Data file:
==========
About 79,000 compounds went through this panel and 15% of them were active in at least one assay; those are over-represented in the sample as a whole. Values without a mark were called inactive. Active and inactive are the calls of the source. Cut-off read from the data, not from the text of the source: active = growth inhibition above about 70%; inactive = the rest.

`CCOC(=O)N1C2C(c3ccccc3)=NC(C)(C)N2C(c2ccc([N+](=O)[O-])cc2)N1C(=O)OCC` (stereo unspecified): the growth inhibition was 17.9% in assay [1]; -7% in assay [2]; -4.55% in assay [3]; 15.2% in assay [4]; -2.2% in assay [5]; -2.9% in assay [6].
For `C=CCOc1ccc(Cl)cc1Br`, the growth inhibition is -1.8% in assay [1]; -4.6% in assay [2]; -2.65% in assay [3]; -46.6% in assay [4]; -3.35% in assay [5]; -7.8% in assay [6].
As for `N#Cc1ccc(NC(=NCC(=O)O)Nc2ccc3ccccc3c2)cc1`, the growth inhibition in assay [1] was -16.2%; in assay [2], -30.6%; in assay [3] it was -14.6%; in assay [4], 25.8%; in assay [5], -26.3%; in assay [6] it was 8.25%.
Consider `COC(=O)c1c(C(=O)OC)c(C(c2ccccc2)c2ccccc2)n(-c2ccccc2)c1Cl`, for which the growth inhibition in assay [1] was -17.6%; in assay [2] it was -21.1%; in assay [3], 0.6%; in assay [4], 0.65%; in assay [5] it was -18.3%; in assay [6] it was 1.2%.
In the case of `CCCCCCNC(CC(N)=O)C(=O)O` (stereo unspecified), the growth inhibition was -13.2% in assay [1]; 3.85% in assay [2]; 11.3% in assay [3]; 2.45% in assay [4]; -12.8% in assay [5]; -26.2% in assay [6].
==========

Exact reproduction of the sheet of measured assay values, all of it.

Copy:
About 79,000 compounds went through this panel and 15% of them were active in at least one assay; those are over-represented in the sample as a whole. Values without a mark were called inactive. Active and inactive are the calls of the source. Cut-off read from the data, not from the text of the source: active = growth inhibition above about 70%; inactive = the rest.

`CCOC(=O)N1C2C(c3ccccc3)=NC(C)(C)N2C(c2ccc([N+](=O)[O-])cc2)N1C(=O)OCC` (stereo unspecified): the growth inhibition was 17.9% in assay [1]; -7% in assay [2]; -4.55% in assay [3]; 15.2% in assay [4]; -2.2% in assay [5]; -2.9% in assay [6].
For `C=CCOc1ccc(Cl)cc1Br`, the growth inhibition is -1.8% in assay [1]; -4.6% in assay [2]; -2.65% in assay [3]; -46.6% in assay [4]; -3.35% in assay [5]; -7.8% in assay [6].
As for `N#Cc1ccc(NC(=NCC(=O)O)Nc2ccc3ccccc3c2)cc1`, the growth inhibition in assay [1] was -16.2%; in assay [2], -30.6%; in assay [3] it was -14.6%; in assay [4], 25.8%; in assay [5], -26.3%; in assay [6] it was 8.25%.
Consider `COC(=O)c1c(C(=O)OC)c(C(c2ccccc2)c2ccccc2)n(-c2ccccc2)c1Cl`, for which the growth inhibition in assay [1] was -17.6%; in assay [2] it was -21.1%; in assay [3], 0.6%; in assay [4], 0.65%; in assay [5] it was -18.3%; in assay [6] it was 1.2%.
In the case of `CCCCCCNC(CC(N)=O)C(=O)O` (stereo unspecified), the growth inhibition was -13.2% in assay [1]; 3.85% in assay [2]; 11.3% in assay [3]; 2.45% in assay [4]; -12.8% in assay [5]; -26.2% in assay [6].